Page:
So far, Tommy Hilfiger is the only global designer to invest heavily in adaptive fashion; he launched his successful Tommy Hilfiger Adaptive line in 2018. (It’s mostly sportswear and basics, but feels more “designed” than other adaptive brands.) His fall 2021 Adaptive collection will debut on this year’s Runway of Dreams show on September 9th, with new categories including underwear and swimwear. “When we launched, no other global lifestyle brand was modifying their clothing for people with disabilities—we were the first,” explains Sarah Horton, a senior director of innovation and integrated marketing at the brand. “The fashion industry focused only on a few aspects of inclusion. There was no existing blueprint—our brand built the model from the ground up.”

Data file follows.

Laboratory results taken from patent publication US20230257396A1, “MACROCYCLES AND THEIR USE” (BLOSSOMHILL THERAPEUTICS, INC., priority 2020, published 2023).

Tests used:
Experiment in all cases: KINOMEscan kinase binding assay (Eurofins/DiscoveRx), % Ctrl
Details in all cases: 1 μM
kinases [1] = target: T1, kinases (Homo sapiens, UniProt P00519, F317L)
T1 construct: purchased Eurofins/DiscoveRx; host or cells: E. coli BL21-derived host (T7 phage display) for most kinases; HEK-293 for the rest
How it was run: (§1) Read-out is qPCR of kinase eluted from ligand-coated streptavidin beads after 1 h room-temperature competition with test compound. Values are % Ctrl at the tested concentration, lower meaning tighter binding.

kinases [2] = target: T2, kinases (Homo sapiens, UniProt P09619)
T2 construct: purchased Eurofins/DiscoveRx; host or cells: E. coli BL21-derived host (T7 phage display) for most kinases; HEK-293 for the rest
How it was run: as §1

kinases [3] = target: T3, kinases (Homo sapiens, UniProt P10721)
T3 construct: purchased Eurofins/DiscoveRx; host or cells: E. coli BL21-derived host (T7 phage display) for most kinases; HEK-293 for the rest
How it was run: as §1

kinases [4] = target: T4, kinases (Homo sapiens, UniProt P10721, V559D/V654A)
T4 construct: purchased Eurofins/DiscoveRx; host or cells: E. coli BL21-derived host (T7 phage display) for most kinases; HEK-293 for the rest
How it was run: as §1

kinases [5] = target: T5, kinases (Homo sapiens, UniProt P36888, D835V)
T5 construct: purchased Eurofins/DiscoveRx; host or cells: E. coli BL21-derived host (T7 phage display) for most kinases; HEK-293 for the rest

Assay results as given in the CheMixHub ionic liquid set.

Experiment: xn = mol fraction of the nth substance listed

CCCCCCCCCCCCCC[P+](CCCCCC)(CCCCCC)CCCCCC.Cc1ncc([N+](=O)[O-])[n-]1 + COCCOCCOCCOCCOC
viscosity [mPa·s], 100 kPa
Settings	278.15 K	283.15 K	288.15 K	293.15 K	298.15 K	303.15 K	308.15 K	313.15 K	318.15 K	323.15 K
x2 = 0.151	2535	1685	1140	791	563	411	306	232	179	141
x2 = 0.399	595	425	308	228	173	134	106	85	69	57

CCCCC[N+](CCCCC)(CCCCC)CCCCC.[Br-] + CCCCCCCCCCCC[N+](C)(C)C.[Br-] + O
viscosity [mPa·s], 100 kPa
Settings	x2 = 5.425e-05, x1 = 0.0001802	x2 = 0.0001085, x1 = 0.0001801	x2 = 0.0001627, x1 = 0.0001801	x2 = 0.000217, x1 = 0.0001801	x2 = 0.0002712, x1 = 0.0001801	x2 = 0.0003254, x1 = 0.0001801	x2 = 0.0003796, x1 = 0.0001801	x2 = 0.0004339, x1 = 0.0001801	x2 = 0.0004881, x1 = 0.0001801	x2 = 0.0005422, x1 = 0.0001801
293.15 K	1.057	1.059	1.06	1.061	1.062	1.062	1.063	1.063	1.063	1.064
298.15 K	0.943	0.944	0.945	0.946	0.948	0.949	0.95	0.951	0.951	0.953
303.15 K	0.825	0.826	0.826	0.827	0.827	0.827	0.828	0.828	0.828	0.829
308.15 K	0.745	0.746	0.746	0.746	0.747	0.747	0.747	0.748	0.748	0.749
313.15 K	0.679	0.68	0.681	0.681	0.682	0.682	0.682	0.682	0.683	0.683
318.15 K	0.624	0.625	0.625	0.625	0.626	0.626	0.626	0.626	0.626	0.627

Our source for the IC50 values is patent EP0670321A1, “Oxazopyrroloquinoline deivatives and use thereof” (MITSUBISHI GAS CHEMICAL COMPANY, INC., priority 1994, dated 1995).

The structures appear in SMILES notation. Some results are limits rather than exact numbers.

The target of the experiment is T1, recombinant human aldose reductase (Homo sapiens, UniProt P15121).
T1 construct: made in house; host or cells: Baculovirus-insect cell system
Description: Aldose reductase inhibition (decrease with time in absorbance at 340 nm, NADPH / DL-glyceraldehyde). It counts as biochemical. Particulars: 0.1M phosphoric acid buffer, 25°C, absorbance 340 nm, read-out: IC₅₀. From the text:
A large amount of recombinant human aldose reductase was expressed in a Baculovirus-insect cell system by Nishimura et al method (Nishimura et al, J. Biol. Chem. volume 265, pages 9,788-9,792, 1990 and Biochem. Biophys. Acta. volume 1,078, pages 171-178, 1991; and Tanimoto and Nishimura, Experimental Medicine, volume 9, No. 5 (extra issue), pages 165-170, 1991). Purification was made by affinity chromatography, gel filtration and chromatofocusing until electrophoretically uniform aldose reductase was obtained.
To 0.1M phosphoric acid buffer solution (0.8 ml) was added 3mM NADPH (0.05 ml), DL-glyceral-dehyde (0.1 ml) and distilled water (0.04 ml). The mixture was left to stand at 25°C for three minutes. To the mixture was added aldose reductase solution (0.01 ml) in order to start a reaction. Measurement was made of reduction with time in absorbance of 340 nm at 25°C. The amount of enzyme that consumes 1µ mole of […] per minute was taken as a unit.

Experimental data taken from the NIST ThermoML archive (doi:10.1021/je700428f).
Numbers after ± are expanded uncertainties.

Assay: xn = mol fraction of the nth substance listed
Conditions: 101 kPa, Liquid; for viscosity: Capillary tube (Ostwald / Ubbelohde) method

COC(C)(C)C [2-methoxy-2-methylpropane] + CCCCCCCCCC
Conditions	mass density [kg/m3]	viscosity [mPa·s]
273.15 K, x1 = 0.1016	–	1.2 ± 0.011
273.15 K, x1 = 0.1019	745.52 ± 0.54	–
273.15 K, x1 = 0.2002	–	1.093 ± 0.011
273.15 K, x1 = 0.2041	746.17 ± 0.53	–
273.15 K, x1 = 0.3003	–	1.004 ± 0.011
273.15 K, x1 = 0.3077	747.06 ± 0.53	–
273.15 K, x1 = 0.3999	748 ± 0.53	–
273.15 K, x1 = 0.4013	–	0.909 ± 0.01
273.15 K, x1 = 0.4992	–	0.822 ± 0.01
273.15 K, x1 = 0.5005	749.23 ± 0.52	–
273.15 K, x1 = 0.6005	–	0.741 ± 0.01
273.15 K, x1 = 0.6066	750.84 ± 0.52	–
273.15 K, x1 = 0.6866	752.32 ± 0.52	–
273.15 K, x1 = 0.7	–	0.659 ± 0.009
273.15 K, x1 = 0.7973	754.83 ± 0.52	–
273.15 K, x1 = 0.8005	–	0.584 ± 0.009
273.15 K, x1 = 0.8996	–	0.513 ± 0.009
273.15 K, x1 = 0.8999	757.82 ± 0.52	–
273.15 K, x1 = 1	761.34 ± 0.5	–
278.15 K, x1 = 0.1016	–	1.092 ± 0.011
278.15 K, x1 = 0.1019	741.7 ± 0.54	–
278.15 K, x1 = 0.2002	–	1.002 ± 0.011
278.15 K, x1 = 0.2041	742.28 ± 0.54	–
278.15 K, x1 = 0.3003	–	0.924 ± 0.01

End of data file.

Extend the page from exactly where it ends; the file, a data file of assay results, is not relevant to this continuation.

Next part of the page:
If Hilfiger’s “blueprint” seems daunting to other designers, Mallon insists there are small, inexpensive changes any brand can make to boost the accessibility of their collections now. “Tommy Hilfiger can create a separate line because it’s a global company, but for smaller designers, it’s smart to keep everything in one brand,” Mallon explains. She named Chromat’s Becca McCharen-Tran as an example: “Inclusivity is the cornerstone of her brand, and Becca uses this concept of universal design,” Mallon says. “Her adaptive garments still work for everyone else. A separate collection doesn’t have economy of scale, and then you have the issue of the clothes being too expensive to be accessible. So making garments that work for a large number of people—whether they’re disabled or not—can future-proof you.”